The only drawback I have with the TreeView control is that it’s not compatible with Gtk3 yet.  According to Bjorn it won’t be until this summer.  This means any Linux projects using it will have to stick with Xojo 2017 R1.1 until it’s updated.

Happy Coding!

Serial Devices as Keyboards – Yuck!

We’ve recently had a number of projects that required the use of a serial devices in desktop applications.  In all cases the clients said the devices are, “easy to use,”  since they act just like a keyboard.  If our experience is typical then I’d hazard a guess that many Xojo developers are frustrated with them.

Several projects required the use of barcode scanner.  Having a barcode scanner work as a keyboard makes sense, I guess.  It means that it can work with literally any application, anywhere, any time.  All it needs is focus on a text field and whatever the scanner sees it puts into the control.

In another project we had an ultrasonic sensor that would take the application out of idle mode and present the user with purchasing information.  Again, it acted just like a keyboard which means it works with any application as long as you had focus in a text field.

If you happen to know WHEN this information is going to come in it’s not so bad as you can plan for it.  Putting the focus in a field and waiting for information is easy.  It’s not so easy when that information could come at any time.  Of course all of our applications had data that could come in at any time and we had to be prepared to act on it immediately.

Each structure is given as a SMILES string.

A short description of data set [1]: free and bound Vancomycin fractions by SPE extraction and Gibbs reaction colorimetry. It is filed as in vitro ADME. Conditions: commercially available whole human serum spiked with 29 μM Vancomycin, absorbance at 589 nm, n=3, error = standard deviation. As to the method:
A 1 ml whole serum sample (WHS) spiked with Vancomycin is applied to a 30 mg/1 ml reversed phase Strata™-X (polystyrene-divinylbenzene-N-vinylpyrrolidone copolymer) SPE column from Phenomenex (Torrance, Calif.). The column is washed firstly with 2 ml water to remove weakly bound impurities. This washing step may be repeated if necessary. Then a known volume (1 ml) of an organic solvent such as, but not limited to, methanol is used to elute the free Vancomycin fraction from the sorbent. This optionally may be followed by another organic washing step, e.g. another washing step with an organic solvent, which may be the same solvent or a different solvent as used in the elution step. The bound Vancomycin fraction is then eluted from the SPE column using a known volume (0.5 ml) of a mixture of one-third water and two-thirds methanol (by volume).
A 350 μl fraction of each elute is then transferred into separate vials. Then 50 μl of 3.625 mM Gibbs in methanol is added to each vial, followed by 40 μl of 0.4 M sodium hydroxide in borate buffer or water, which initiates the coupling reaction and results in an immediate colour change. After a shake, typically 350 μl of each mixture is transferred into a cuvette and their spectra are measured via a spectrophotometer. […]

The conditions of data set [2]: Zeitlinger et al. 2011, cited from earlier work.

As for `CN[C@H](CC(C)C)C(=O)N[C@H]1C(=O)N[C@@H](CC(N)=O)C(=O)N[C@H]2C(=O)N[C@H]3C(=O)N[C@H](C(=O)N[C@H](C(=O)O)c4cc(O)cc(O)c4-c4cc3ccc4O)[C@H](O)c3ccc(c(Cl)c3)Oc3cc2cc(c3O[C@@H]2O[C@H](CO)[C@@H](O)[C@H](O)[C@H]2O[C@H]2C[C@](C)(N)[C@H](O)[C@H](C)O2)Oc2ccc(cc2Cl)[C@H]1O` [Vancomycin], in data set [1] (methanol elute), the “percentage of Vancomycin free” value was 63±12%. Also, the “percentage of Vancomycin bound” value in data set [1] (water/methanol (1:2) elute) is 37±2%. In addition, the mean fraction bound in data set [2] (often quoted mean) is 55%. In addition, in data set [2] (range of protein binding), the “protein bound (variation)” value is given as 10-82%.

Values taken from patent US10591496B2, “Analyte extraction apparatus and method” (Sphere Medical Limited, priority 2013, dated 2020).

If you rely on a TextField or TextArea getting this information the rest of your interface can really suffer.  It means that when your barcode/sensor field loses focus you have to get it back (or you lose information).  Do you do this right away or wait a few seconds?  And if you have a complex user interface how do you deal with tabbing between controls, or even simple things like a user changing a checkbox because the focus is lost on your TextField?  It can be a nightmare to try and figure out and get right.  The differences between Mac and Windows and Linux can be frustrating!

The answer that we ended up implementing was putting the barcode readers into serial mode.  I’ve not run into a barcode scanner yet that couldn’t be used in serial mode.  Every scanner has a gazillion different modes and properties (all set via barcode of course) and one of them is to make it appear as a serial device to the computer.  On Windows this is a COM port and on the Macintosh they tend to show up as a USB Modem.  If I had to guess I’d say it’s harder getting barcode readers that are Mac and Linux compatible.